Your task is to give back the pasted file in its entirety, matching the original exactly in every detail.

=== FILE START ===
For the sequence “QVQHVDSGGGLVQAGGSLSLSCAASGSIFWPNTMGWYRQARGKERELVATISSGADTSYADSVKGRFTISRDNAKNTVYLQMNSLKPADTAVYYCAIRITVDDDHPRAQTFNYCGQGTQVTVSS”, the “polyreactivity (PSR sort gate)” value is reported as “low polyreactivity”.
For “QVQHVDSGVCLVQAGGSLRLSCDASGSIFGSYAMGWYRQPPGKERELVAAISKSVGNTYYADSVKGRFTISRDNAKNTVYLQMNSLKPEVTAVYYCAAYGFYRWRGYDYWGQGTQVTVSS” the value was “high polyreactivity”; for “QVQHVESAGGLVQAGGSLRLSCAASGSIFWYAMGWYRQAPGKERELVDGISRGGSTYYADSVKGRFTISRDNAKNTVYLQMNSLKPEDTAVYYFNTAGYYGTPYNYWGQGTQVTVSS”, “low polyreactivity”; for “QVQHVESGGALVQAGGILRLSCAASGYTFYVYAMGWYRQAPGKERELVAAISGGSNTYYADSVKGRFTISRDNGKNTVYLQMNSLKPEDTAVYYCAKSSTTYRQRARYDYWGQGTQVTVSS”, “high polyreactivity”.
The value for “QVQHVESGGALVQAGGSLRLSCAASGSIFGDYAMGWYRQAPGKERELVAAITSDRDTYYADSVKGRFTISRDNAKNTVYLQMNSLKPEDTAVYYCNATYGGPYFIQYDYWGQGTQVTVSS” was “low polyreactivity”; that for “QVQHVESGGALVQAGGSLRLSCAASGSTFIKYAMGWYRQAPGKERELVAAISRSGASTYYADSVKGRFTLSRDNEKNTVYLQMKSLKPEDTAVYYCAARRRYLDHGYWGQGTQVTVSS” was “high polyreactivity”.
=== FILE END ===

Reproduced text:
For the sequence “QVQHVDSGGGLVQAGGSLSLSCAASGSIFWPNTMGWYRQARGKERELVATISSGADTSYADSVKGRFTISRDNAKNTVYLQMNSLKPADTAVYYCAIRITVDDDHPRAQTFNYCGQGTQVTVSS”, the “polyreactivity (PSR sort gate)” value is reported as “low polyreactivity”.
For “QVQHVDSGVCLVQAGGSLRLSCDASGSIFGSYAMGWYRQPPGKERELVAAISKSVGNTYYADSVKGRFTISRDNAKNTVYLQMNSLKPEVTAVYYCAAYGFYRWRGYDYWGQGTQVTVSS” the value was “high polyreactivity”; for “QVQHVESAGGLVQAGGSLRLSCAASGSIFWYAMGWYRQAPGKERELVDGISRGGSTYYADSVKGRFTISRDNAKNTVYLQMNSLKPEDTAVYYFNTAGYYGTPYNYWGQGTQVTVSS”, “low polyreactivity”; for “QVQHVESGGALVQAGGILRLSCAASGYTFYVYAMGWYRQAPGKERELVAAISGGSNTYYADSVKGRFTISRDNGKNTVYLQMNSLKPEDTAVYYCAKSSTTYRQRARYDYWGQGTQVTVSS”, “high polyreactivity”.
The value for “QVQHVESGGALVQAGGSLRLSCAASGSIFGDYAMGWYRQAPGKERELVAAITSDRDTYYADSVKGRFTISRDNAKNTVYLQMNSLKPEDTAVYYCNATYGGPYFIQYDYWGQGTQVTVSS” was “low polyreactivity”; that for “QVQHVESGGALVQAGGSLRLSCAASGSTFIKYAMGWYRQAPGKERELVAAISRSGASTYYADSVKGRFTLSRDNEKNTVYLQMKSLKPEDTAVYYCAARRRYLDHGYWGQGTQVTVSS” was “high polyreactivity”.